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posted on 09 October 2017

Records Are Being Set

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Macro Tides Technical Review 09 October 2017

Yes, major market averages are setting new highs almost daily. The S&P posted a new record for 8 consecutive days before plunging 0.107% on Friday and losing another 0.18% today. While the new record highs have been making headlines, the real news is the absence of selling pressure which has made the record prices possible


We’re more than 75% through 2017 and the largest decline in the S&P has been a scary -2.9%. Since 1914 that is the smallest decline in any year, which means the odds of this occurring as we entered 2017 was less than 1%. President Trump has sent many Tweets and made numerous comments that certainly sound like he’s taking credit for the record highs in the stock market. I’m fairly confident the President is unlikely to send a Tweet about something small, so this amazing record of such a small drawdown won’t get the attention it deserves.


Through today the S&P has gone 333 days without experiencing a 5% correction which ties the all time prior record that began on November 23, 1994 and extended through most of 1995. If the S&P is able to avoid a decline of 4.72% (remember it was down 0.107% on Friday and 0.18% today), the S&P will set a new record for the longest stretch without a 5% correction. The odds in Las Vegas of the S&P losing 4.72% tomorrow are 1 to 3444, which means one has to wager $3,444 to win $1.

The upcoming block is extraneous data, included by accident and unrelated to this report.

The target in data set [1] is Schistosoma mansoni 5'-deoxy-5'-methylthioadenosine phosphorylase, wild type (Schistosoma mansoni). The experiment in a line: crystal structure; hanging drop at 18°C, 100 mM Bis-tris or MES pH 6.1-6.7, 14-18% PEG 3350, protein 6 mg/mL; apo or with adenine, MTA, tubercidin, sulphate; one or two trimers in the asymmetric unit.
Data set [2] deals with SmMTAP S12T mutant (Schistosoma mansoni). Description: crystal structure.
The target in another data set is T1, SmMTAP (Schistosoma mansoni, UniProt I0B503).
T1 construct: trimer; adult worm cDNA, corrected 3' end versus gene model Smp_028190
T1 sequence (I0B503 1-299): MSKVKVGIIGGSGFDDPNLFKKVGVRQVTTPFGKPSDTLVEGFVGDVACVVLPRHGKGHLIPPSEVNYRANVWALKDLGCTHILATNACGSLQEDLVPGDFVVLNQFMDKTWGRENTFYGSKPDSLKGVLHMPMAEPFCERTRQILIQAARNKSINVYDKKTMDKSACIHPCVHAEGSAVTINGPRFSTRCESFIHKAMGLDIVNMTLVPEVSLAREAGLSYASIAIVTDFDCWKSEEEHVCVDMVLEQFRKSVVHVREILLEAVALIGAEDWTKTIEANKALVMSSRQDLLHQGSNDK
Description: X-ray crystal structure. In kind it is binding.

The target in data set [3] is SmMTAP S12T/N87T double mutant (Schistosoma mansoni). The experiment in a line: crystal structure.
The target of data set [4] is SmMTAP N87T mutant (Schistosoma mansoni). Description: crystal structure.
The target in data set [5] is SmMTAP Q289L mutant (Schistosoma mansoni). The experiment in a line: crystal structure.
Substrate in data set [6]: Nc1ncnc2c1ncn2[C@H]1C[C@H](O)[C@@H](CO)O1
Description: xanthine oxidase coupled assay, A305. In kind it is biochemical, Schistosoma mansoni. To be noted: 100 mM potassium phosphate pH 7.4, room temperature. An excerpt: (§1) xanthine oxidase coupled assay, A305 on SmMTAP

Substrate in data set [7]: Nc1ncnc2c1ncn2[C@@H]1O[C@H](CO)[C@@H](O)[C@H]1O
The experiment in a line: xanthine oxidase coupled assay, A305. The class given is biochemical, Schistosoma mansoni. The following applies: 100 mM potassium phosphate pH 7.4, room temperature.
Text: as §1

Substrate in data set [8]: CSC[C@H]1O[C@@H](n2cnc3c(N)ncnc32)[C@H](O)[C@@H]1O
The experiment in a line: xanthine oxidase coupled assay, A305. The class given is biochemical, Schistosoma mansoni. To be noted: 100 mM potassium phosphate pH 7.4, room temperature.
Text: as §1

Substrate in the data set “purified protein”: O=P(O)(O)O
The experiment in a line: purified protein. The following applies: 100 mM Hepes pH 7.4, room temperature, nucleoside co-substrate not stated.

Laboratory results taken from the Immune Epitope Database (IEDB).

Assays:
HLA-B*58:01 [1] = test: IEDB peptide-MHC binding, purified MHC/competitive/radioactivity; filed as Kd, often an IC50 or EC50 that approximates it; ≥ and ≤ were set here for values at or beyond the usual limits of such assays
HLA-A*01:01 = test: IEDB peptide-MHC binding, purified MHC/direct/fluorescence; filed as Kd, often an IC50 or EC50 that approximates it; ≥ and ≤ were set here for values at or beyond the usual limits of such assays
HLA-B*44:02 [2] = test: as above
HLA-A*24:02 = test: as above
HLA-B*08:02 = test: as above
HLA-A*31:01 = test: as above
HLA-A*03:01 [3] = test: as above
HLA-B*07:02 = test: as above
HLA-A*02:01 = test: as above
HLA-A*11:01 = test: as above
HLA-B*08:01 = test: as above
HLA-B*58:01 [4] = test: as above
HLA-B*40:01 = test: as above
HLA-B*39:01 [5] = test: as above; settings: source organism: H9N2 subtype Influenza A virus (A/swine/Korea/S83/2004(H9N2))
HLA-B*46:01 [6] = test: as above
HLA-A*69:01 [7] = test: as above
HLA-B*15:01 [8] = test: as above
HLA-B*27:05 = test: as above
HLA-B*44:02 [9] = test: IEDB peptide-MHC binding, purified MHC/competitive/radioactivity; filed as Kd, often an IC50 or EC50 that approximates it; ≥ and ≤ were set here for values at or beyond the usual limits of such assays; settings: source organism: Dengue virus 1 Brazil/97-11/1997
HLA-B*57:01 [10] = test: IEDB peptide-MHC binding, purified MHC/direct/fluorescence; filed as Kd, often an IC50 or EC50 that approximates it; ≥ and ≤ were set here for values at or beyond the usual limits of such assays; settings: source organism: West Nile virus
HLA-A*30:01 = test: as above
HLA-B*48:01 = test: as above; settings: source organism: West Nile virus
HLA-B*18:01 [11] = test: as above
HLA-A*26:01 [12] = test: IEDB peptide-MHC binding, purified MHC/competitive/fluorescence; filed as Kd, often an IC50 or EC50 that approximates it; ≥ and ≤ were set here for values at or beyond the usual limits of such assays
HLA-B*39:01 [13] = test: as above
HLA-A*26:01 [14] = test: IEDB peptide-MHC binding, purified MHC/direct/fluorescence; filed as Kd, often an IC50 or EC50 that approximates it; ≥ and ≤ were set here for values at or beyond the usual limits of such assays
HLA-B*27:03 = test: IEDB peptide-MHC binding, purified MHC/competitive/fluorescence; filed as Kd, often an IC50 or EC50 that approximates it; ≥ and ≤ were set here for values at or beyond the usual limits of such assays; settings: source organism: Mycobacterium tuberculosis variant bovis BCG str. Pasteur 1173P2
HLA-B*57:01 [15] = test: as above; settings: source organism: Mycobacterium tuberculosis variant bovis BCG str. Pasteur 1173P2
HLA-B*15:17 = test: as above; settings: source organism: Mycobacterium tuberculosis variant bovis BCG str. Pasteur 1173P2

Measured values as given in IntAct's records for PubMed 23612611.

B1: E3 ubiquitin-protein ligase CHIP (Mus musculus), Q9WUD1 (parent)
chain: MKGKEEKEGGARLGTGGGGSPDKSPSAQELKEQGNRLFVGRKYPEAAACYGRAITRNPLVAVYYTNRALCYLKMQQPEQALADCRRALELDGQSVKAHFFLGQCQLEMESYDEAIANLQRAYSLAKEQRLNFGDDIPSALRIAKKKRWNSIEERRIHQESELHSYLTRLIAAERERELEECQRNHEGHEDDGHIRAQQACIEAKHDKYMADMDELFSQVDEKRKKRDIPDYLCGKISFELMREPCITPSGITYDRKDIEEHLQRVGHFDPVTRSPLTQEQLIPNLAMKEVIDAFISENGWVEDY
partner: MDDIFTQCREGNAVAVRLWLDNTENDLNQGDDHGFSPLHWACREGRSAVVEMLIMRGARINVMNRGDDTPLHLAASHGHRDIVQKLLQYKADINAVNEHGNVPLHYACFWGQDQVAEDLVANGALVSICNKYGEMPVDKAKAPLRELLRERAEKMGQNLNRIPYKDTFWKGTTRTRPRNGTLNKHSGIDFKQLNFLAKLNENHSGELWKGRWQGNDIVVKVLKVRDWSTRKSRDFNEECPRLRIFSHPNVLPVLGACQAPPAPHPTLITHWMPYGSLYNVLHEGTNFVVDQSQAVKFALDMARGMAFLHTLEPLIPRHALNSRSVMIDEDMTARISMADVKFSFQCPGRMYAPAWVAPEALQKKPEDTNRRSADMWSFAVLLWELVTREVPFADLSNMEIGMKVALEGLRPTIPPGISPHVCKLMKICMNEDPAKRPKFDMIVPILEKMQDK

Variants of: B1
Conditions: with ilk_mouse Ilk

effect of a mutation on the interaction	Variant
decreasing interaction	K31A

During the prior streak, the S&P gained 58% or 0.17% per day. During the current streak, the S&P has averaged a daily increase of 0.1% and a total of just over 32%.

Coming into 2017 if an investor knew that the Russian investigation would still be active, the Republicans would fail not once but twice to pass any health care legislation, North Korea would launch multiple missiles with 2 sailing over Japan, political partisanship would worsen, and Trump’s approval rating would be the lowest of any president at this point in his administration, I doubt that any investor would wager the S&P would have the smallest drawdown in any year since 1914. Given this, it’s reasonable to speculate on why the S&P could be so immune to the normal three 5% corrections a year.